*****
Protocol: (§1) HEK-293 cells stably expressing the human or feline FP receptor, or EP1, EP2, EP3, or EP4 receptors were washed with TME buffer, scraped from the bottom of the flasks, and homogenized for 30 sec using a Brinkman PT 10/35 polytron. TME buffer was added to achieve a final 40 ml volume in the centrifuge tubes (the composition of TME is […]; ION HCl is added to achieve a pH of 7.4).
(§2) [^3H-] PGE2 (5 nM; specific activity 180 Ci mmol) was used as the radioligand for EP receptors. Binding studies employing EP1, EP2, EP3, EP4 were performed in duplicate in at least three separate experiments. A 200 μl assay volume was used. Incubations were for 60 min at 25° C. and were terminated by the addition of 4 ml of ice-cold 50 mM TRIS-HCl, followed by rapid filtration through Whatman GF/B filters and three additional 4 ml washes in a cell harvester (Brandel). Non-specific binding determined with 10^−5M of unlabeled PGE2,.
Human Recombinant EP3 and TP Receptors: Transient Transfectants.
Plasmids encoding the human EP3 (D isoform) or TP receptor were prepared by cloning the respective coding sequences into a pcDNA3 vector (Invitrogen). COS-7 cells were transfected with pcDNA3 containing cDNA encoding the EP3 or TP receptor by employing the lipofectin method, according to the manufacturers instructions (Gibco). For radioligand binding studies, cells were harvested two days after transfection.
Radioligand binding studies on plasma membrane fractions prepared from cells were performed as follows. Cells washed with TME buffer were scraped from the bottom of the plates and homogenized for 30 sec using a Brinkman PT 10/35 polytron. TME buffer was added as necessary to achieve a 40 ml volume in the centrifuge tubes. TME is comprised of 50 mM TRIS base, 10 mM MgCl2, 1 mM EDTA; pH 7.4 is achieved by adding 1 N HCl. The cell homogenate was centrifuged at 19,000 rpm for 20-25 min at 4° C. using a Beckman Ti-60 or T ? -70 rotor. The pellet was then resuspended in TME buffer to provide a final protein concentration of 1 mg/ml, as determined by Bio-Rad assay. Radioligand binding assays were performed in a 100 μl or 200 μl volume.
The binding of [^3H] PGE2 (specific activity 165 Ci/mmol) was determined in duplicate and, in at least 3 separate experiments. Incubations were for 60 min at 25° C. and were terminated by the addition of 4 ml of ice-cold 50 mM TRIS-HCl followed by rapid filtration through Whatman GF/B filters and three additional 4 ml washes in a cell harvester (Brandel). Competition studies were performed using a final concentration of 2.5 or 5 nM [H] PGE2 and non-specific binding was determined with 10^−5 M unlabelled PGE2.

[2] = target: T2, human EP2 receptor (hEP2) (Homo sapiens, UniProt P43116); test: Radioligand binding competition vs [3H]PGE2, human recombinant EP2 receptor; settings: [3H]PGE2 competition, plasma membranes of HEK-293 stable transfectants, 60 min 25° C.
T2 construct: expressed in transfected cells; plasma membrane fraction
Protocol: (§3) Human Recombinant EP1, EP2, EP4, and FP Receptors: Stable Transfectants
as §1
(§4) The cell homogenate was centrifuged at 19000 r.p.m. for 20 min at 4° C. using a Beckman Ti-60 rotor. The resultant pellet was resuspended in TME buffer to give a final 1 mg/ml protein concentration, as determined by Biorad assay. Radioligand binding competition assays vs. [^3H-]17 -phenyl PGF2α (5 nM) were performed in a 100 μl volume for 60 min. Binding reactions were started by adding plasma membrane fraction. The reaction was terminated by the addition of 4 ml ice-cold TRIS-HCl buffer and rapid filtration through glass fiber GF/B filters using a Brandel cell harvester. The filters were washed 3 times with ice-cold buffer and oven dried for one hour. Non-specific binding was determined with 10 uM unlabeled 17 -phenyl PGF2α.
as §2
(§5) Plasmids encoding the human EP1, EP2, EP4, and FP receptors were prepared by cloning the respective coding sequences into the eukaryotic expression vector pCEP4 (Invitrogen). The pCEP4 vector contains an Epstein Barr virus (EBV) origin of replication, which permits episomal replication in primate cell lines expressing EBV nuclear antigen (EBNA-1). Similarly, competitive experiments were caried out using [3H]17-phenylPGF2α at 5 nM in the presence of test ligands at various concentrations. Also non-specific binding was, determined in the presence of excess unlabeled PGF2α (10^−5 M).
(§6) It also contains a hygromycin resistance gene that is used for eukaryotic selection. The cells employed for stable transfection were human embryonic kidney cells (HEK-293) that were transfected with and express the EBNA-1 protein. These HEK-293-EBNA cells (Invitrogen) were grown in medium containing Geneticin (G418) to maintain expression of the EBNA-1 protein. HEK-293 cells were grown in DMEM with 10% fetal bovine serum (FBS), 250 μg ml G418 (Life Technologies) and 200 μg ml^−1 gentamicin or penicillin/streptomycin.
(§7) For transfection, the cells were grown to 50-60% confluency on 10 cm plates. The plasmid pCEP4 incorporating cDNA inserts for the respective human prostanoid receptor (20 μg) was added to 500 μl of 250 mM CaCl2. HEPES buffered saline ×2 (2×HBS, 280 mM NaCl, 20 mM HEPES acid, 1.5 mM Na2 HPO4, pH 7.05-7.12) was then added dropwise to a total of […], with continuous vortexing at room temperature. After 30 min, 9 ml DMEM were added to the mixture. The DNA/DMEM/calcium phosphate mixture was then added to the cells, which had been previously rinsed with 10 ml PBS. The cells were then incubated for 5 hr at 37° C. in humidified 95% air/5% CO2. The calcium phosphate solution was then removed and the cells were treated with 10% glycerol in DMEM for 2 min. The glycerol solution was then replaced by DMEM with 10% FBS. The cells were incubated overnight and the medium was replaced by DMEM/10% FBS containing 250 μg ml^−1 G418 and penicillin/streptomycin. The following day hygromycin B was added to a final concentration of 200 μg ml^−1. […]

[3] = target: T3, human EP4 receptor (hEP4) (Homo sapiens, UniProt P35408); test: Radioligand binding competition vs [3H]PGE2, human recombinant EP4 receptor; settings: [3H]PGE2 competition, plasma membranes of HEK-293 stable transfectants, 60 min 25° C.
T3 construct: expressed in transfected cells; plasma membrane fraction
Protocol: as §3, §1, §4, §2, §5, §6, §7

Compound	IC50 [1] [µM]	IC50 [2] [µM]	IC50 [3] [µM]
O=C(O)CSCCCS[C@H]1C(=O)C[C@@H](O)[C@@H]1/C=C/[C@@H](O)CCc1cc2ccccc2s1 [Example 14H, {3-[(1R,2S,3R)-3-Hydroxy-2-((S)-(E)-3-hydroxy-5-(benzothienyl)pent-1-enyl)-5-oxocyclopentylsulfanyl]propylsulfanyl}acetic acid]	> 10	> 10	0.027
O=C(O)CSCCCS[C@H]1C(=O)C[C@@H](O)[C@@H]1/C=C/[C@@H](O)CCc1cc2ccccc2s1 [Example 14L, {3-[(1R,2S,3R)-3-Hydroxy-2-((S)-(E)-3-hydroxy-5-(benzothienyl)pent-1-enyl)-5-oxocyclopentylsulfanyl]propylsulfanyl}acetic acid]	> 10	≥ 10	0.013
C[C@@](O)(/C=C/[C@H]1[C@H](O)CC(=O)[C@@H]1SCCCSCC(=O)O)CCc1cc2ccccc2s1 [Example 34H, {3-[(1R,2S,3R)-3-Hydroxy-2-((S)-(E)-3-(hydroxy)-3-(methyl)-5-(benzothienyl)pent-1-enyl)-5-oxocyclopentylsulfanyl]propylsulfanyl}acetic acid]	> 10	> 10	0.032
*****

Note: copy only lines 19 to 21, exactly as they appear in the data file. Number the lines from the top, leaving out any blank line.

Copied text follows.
Compound	IC50 [1] [µM]	IC50 [2] [µM]	IC50 [3] [µM]
O=C(O)CSCCCS[C@H]1C(=O)C[C@@H](O)[C@@H]1/C=C/[C@@H](O)CCc1cc2ccccc2s1 [Example 14H, {3-[(1R,2S,3R)-3-Hydroxy-2-((S)-(E)-3-hydroxy-5-(benzothienyl)pent-1-enyl)-5-oxocyclopentylsulfanyl]propylsulfanyl}acetic acid]	> 10	> 10	0.027
O=C(O)CSCCCS[C@H]1C(=O)C[C@@H](O)[C@@H]1/C=C/[C@@H](O)CCc1cc2ccccc2s1 [Example 14L, {3-[(1R,2S,3R)-3-Hydroxy-2-((S)-(E)-3-hydroxy-5-(benzothienyl)pent-1-enyl)-5-oxocyclopentylsulfanyl]propylsulfanyl}acetic acid]	> 10	≥ 10	0.013